On the other hand, as a control experiment, a laser irradiation was conducted with an energy density slope of 10 J/cm3 at the Ea point while setting the maximum energy density and the width of the first region having an energy density of Ea or higher as described above. A structure formed around the Ea point contained large grains with a size of about 1 μm, which were, however, randomly arranged in a width of about 15 μm. This region has a grain-size distribution of about 0.02 to 1 μm, indicating an inhomogeneous structure.

Example 2

The second example of this invention will be described. A glass substrate was an OA-2 substrate (Nippon Denki Glass). On the substrate was deposited a silicon dioxide film as a base insulating film 100 nm of thickness by a plasma CVD using SiH4 and N2O.

On the substrate was then deposited an amorphous silicon film 50 nm of thickness by a low pressure CVD using Si2H6 under the conditions that a flow rate of Si2H6 was 150 sccm, a pressure was 8 Pa, a substrate temperature was 450° C. and a deposition duration was 46 min.

A preliminary experiment indicated that when the film thickness was 50 nm, Ea and Ep for a pulse laser beam with a wavelength of 308 nm and a pulse width of 50 nm were 420 and 470 mJ/cm2, respectively.

In the light of the results, a beam profile having a shape as shown in FIG. 3 was chosen in this example, and the maximum energy density, the width of the first region with an energy density of Ea or higher, the width of the second region with an energy density of less than Ea and the energy density slope at the Ea point were set to 460 mJ/cm2, 2 μm, 3 μm and 40 J/cm3, respectively.

A pulse laser beam having the above profile was irradiated on the same position twice, so that there could be formed a plurality of large-grain homogeneous structures in which four lines of large grains with a size of about 1 μm were arranged in a width of about 4 μm.

Example 3

The third example of this invention will be described. In this example, energy profiles in both longitudinal and transverse directions in a beam irradiation region met given conditions.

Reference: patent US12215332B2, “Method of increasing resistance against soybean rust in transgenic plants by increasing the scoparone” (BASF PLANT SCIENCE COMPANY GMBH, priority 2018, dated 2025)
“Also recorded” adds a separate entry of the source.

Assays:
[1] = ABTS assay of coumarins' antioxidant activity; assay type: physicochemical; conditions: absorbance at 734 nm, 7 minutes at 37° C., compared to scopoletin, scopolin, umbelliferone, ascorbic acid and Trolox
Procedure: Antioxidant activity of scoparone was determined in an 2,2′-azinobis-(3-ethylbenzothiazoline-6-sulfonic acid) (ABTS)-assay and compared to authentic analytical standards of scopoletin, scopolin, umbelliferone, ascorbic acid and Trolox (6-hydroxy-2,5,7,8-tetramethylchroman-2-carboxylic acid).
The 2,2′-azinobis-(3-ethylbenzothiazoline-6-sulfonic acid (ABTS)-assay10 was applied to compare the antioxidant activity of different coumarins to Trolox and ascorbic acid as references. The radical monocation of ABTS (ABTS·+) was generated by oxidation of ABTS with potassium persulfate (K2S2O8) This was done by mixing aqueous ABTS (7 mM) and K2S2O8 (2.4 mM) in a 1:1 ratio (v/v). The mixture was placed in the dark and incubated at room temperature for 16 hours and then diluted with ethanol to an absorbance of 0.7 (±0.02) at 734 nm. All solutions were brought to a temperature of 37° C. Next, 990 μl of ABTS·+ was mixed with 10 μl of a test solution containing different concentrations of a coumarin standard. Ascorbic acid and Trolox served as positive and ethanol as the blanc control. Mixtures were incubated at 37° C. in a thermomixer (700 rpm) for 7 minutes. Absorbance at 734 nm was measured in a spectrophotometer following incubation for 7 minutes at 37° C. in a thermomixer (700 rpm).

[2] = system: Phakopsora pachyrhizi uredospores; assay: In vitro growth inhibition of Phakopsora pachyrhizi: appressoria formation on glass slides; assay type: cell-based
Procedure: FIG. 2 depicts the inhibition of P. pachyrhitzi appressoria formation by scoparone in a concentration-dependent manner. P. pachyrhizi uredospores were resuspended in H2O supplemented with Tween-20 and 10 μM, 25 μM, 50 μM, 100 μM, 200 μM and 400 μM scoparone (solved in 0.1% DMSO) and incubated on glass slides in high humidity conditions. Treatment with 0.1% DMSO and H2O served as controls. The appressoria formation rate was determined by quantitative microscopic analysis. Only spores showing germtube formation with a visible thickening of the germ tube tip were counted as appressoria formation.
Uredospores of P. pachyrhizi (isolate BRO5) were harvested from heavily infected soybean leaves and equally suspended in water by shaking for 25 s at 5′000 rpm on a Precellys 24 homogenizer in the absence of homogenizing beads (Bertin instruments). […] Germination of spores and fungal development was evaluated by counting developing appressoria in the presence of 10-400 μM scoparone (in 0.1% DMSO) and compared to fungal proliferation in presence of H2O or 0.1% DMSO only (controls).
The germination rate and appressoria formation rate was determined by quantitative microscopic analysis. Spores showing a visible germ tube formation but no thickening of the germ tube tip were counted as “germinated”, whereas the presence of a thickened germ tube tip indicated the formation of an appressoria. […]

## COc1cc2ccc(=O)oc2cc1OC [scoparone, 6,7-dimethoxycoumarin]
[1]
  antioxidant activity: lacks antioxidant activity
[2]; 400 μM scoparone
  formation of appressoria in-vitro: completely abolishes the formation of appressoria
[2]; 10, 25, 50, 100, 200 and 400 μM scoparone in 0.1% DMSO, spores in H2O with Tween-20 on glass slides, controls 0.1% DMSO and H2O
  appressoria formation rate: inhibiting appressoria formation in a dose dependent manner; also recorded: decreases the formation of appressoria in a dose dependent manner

A glass substrate was a 1737 substrate (Corning). On the substrate was deposited a silicon dioxide film as a base insulating film 100 nm of thickness by a plasma CVD using SiH4 and N2O.

On the substrate was then deposited an amorphous silicon film 75 nm of thickness by a plasma CVD using SiH4 and H2 under the conditions that a flow rate of SiH4 was 150 sccm, a flow rate of H2 was 400 sccm, a pressure was 100 Pa, a discharge power was 0.1 W/cm2, a substrate temperature was 320° C. and a deposition duration was 8 min. After deposition, the product was subject to dehydro-annealing at 400° C. for 2 hours. When using a pulse laser beam with a wavelength of 248 nm and a pulse width of 35 nm, Ea and Ep for the amorphous silicon film were 480 and 550 mJ/cm2, respectively.

In the light of the results, a beam profile shown in the upper part of FIG. 5 was chosen in this example, where an irradiation region is rectangular whose longitudinal and transverse profiles are the same; the maximum energy density, the width of the first region with an energy density of Ea or higher, the width of the second region with an energy density of less than Ea and the energy density slope at the point where an energy density was Ea were set to 520 mJ/cm2, 4 μm, 4 μm and 40 J/cm3, respectively.

A pulse laser beam having the above profile was irradiated on the same position twice, so that there could be formed a large-grain homogeneous structure in which eight lines of large grains with a size of about 1 μm were arranged in a width of about 8 μm along both longitudinal and transverse directions. The two lines of large grains sandwiching the interface between the first and the second regions represented by a lozenge in this figure exhibited particularly excellent arrangement and grain-size distribution.

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Classifications
U.S. Classification117/8, 117/10, 257/E21.134, 438/488, 438/487
International ClassificationH01L21/20, H01L21/268, H01S5/30
Cooperative ClassificationH01L21/2026
European ClassificationH01L21/20D2